El Solitario has a crush for racing, it is not a secret, but we have a very idiosyncratic approach to the subject. Winning is alright but it is not what drives us. It is riding vividly and the camaraderie you find in “informal” racing what thrives us. In the last 7 years at the helm of El Solitario,  for us, road riding has become more and more difficult, turning almost illegal due to our insubordinate individuality Vs. politician’s lack of empathy and police control. In response, we have raced motorcycles in almost all elements present on earth – Mind the gap for our buddy Robie Madison’s stunts – grass, tarmac, salt or ice… it is been under our wheels.

We’ve flirted with Motocross, Road Racing, Land Speed or Flat Track, meeting some awesome and highly motivated individuals on the way, that enjoyed an awesome life. But in the end we realized it wasn’t for us. Racing takes a high toll. It is hard work and very physical and capital intensive. It has to be adopted as a way of life otherwise it will just drag you. And why not admit it? Repeating laps confined in a race track is not our idea of motorcycle nirvana.

It wasn’t until our trip to the Sahara Desert on board 3x Harley Davidson Roadsters we heavily customized for the task, that we finally opened our eyes. Yes we like racing but even more traveling and discovering new grounds. After this journey we were so attracted to riding fast in the desert that we were immediately thrown at the gates of the Off Road Rally Demi Gods. Not that we want to win the Dakar but we know we still have a chance to at least be among the last and of course do it in style, something long time ago forgotten in this far away terrains.


A lot of El Solitario off road mayhem will come in the next months but as for now I leave you with this cool article by Dakar rider Jordi Viladoms around what it feels to be on a Dakar Rally Bike.

In off road we trust!

In an event as long, demanding (mentally and physically) and exhausting as the Dakar Rally, it’s essential to have a machine that’s stocked with the best technology available to assist competitors.
Jordi Viladoms is a seasoned Dakar pro, so knows his way around the event. Even for him, the demands of the Dakar can stretch the limits, and getting lost is not only a fear for competitors but a real danger too.
The Spanish rider gave us full access to his KTM Rally 450 to find out just what it’s packing.

Mission Control: The Panel
Jordi Viladoms: The KTM 450 Rally instrument panel contains lots of instruments to help us to reach our destination. There’s a trip meter, a device to show CAP headings with digital compass directions, a roadbook, a Sentinel system and a second tripometer.
But if you want to be able to read it while riding off road at 150kph, then you have to take the time to familiarise yourself with it, so you know the panel back to front.


Sentinel: Top-level safety
JV: The GPS has different functions. It helps you to get to all the waypoints, and also stops you breaking the speed limits. It also gives the CAP headings that show the direction you’re heading.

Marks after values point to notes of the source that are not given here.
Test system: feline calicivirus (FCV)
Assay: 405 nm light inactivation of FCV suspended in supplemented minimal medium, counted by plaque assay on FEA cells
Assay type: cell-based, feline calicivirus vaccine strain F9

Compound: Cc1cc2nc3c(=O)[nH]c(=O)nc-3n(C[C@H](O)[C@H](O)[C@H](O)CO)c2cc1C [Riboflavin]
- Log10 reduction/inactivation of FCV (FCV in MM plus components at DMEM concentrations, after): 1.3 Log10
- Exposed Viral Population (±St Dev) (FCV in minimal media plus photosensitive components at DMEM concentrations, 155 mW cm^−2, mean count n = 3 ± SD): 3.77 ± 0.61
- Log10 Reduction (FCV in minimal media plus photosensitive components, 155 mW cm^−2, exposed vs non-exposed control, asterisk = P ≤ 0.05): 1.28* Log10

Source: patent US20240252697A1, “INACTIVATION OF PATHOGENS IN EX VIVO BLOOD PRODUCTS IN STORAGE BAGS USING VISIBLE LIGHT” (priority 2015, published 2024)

The Sentinel is very important because it warns you of any upcoming danger, for instance if there’s another vehicle about to overtake you, or if you’re getting too close to another vehicle.


Fuel: Keeping plenty of juice in the tank
JV: The KTM 450 Rally has two fuel tanks – one in front and one in the tail, which helps to distribute the weight of the 34 litres of gas evenly around the bike.
On top of the petrol tanks, there is a compartment to keep the roadmap with the checkpoint stamps.


Digital 911: In case of emergency
JV: This decal shows the housing of your distress beacon [Balise] and the Iritrack, which both live inside this carbon fibre piece. These are your two most important safety instruments.
The distress beacon must only be used in the event of a real emergency, such as when the rider’s health is at stake.

KTM on Rest Day of Rally Dakar 2015, Chile on January 10th, 2015
KTM on Rest Day of Rally Dakar 2015, Chile on January 10th, 2015

Radio control: Do you read me?
JV: The Iritrack not only provides real-time monitoring of riders, the organisers can also use it to speak directly to the rider. If the rider stops unexpectedly, they can contact him to ask if he’s OK.
If it takes the rider more than three minutes to respond, the organisers can alert the emergency rescue team. Also, if the rider crashes, Iritrack triggers an alert automatically.

KTM on Rest Day of Rally Dakar 2015 on Iquique bivouac, Chile on January 10th, 2015
KTM on Rest Day of Rally Dakar 2015 on Iquique bivouac, Chile on January 10th, 2015

Vital stats: Key info that can prove critical
JV: The KTM 450 Rally has a decal on the fairing with some valuable information in case of an accident. It shows the rider’s name, nationality and blood type. In case the fairing is destroyed in a crash, the same information is written on your helmet.

2 Responses

  1. I admire you guys but I ride (not race) to get away from all that newfangled stuff messing with my head. last I heard the Dakar wasn’t even in Dakar anymore. but what do I know? some of my bikes don’t even have a speedo. lol. to be honest though, I might spring for one of them satellite guided compass’.

    1. You’re correct in thinking Dakar is no longer in Africa hacksaw with the Rally – Raid now based in S.America and being Dakar in name only .. to the detriment of the event in my opinion . But as for all the techno gee gaws .. trust me … without them your chances of winning or finishing .. not to mention survival would be in dire peril .. though to be honest .. they did without all that junk back in the early days of Dakar ( when it was Paris – Dakar ) .. so maybe I’m overstating the case . Oh well .. such is the age we live in where ever the simplest of math equations can no longer be accomplished without the aid of a computer, smartphone/pad

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